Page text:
3. How many people do you want to live with? – sometimes more can be merrier. But if you are a little on the shy side and don’t particularly want to live in a bustling house then smaller numbers are always an option. Make sure you feel comfortable because you will be living there for a year.
  4. Check out their house – If you are like me, mess can be an issue. And you don’t want to be cleaning up after your housemates. So be sure to check them out before you move in. See what state their rooms are like and chat with their current housemates about how tidy they are. Do they leave dirty dishes for weeks? Is that rotten avocado in the back of the fridge theirs?
  5. Do you all want to live in the same type of accommodation? – this is a problem I have personally experienced. 8 of us decided to move in together, however, we didn’t discuss our preferences. Which caused the group to split into a 6 and a 2. Make sure you and all the people you decide to live with are on the same page – to save yourself from any awkward conversations.

2)      Look for somewhere to live – moving into somewhere new may seem scary when there are hundreds of estate agencies pulling you left right and centre, so let me break this down a little more.

  1. Work out your criteria – Do you want a double bed or are you okay with a single? Does it have a washing machine or are you going to use a launderette? Do you want the bills to be paid by the landlord or are you happy to pay them? Which location do you want it in? How much are you willing to pay? Is there internet at the property or do you have to provide it? How many rooms do you want? Do you want parking?
  2. Check Zoopla – Zoopla is an online website which has a collection of properties from all the estate agencies in your area. You can filter down how many rooms and how much you are willing to pay, and Zoopla brings up all your potential houses. It will show you the location, the floor plan, photos of each room and even tell you if you have to pay bills yourself or if they’re included in the price.
  3. Talk to an estate agent – you can do this via email or going into the shop. Give them a list of your criteria and ask what they have got. It is their job to help you find a house or a flat and so don’t be scared to ask for help.

3)      View the properties – this is the fun bit. You get to go and snoop around houses in your area and see where other people have been living. But when you go here are my top tips …

  1. Check for mould in the bathrooms or anywhere else– if there is mould then there is probably poor ventilation.
  2. Is the house warm? – this sounds odd however, if you are viewing a property in the winter and it is cold then the property might have a poor energy rating (meaning your electricity will be more expensive) or the heating might be bad, and no one wants to live in a cold house.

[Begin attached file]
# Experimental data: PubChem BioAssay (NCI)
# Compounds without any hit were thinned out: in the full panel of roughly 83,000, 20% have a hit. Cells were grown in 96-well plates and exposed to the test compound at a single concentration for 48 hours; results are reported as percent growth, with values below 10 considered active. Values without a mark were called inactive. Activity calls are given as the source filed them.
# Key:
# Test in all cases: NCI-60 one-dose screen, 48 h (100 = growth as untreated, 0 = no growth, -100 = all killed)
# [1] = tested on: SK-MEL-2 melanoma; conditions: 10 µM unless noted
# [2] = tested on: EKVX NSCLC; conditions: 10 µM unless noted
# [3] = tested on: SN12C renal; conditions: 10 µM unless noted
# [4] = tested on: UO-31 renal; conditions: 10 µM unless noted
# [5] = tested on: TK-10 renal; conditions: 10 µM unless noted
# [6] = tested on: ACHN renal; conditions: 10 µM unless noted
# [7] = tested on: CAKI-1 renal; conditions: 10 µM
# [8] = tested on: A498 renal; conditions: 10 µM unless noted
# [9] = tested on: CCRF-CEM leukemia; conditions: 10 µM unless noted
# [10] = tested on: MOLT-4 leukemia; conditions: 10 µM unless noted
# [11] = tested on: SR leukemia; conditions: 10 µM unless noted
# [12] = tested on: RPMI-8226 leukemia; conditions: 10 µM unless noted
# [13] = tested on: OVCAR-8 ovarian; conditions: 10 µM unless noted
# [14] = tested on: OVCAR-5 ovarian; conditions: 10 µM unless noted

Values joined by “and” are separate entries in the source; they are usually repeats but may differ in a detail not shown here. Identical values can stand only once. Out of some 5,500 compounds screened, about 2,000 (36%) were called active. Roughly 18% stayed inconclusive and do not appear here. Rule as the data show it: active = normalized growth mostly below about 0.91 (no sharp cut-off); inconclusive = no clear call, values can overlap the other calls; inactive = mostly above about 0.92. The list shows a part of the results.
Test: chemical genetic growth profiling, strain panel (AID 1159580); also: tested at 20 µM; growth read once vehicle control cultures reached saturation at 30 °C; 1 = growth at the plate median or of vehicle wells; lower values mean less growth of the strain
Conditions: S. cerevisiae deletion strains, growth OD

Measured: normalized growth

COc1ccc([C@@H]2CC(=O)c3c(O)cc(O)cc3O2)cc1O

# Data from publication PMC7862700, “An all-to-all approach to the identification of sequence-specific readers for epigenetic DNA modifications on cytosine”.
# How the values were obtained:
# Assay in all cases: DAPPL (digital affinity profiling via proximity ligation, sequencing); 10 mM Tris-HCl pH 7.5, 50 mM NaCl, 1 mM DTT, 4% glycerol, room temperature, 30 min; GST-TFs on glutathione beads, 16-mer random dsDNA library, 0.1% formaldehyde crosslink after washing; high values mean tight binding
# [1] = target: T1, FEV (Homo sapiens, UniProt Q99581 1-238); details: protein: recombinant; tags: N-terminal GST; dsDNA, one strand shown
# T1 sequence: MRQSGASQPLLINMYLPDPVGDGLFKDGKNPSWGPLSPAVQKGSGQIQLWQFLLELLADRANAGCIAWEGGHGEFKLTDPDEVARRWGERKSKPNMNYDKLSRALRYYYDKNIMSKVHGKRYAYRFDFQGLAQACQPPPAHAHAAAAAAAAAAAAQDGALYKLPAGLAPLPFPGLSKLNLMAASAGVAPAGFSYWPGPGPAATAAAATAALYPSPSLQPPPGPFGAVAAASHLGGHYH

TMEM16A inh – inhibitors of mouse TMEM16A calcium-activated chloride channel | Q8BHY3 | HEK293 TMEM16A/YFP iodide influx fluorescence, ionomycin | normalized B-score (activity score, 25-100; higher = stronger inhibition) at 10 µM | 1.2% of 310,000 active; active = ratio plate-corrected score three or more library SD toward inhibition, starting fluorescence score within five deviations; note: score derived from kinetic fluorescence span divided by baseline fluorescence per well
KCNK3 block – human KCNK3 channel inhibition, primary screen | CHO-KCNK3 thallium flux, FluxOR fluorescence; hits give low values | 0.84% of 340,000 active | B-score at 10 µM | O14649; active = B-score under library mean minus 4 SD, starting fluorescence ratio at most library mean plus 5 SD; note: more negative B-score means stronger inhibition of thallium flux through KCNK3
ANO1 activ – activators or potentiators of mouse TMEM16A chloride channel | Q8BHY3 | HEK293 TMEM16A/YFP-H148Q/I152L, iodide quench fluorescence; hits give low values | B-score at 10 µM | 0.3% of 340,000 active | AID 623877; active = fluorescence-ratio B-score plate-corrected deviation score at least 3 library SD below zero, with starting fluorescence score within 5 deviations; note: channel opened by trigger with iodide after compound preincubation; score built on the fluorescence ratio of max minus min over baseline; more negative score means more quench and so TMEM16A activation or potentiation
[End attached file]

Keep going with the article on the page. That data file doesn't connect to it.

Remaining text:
3. Are the heaters gas central heating or electric? – if you don’t know the difference, gas central is run on gas (and often work more efficiently and don’t use electricity) and electric heaters are run on electric (they’re often less efficient and cost more to run). If you can’t tell the difference, ask the person showing you around. They will be able to help you.
  4. Is there a hot tap or a storage heater? – in older houses there may be a storage heater in place of a hot tap. This will look like a box on the wall where the hot tap should be. If there are boilers or storage heater’s then you will have to wait for your hot water to boil as opposed to having instant hot water.
  5. Where is the internet port? – its 2018 … internet is important. Check where the internet is and if the house has a particular provider. You can often work out the quality of the internet by googling the provider. Also, if it is a large house and the port is on the bottom floor the WIFI on the top floor may not run as quick as if the port in on the middle floor.
  6. Check for plug sockets – this is simple. Check that there are enough plug sockets for everything you use. My current house had 4 per room, however if there are only 2 you may want to consider investing in an extension cable.
  7. Have the current tenants got photos on the walls or candles? – this is an odd one. But some landlords do not allow adhesives (such as blu-tac) on the walls in case it damages the paint work, and some may not allow candles. This may not be a make or break but it will impact how you plan out your room.
  8. Does it meet your criteria – be sure to look for somewhere you like and that meets the criteria you laid out earlier. Sometimes you may have to compromise so make sure you have your priorities in check.

4)      Make your decision on where to live. This is pretty straight forwards and so my only advice is making a pros and cons list and to take a vote. Democracy and logic are your best friends.

5)      Message the estate agent to tell them you are interested in taking the property and they will guide you through from here.

I hope this has been of some help to you. If it has please be sure to click the like button and to subscribe for more posts like this. Good Luck with your search, and if you think of any questions or tips don’t hesitate to drop a comment down below. Until next week!